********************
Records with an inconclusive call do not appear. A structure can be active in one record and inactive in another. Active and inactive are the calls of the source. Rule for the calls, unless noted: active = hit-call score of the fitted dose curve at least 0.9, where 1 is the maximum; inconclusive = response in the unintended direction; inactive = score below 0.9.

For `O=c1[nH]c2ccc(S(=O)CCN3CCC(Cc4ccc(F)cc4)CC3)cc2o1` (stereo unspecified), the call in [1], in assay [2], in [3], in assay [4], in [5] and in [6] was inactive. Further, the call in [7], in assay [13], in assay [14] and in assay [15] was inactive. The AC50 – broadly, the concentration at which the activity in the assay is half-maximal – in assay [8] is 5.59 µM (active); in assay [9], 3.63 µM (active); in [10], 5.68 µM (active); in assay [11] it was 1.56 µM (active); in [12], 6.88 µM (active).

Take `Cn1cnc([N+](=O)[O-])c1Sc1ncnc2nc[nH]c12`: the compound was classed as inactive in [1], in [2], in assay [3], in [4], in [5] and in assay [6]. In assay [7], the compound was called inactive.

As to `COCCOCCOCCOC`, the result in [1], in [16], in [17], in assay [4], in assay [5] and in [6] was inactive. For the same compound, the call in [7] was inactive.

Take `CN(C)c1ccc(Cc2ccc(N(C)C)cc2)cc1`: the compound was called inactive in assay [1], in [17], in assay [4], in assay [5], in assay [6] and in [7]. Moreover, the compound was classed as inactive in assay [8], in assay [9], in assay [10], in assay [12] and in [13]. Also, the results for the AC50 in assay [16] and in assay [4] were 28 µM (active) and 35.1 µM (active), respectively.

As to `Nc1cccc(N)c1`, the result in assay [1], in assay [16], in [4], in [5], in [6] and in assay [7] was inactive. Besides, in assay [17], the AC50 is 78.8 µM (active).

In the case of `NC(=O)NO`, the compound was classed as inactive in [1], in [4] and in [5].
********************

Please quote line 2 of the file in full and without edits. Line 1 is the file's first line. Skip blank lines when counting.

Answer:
For `O=c1[nH]c2ccc(S(=O)CCN3CCC(Cc4ccc(F)cc4)CC3)cc2o1` (stereo unspecified), the call in [1], in assay [2], in [3], in assay [4], in [5] and in [6] was inactive. Further, the call in [7], in assay [13], in assay [14] and in assay [15] was inactive. The AC50 – broadly, the concentration at which the activity in the assay is half-maximal – in assay [8] is 5.59 µM (active); in assay [9], 3.63 µM (active); in [10], 5.68 µM (active); in assay [11] it was 1.56 µM (active); in [12], 6.88 µM (active).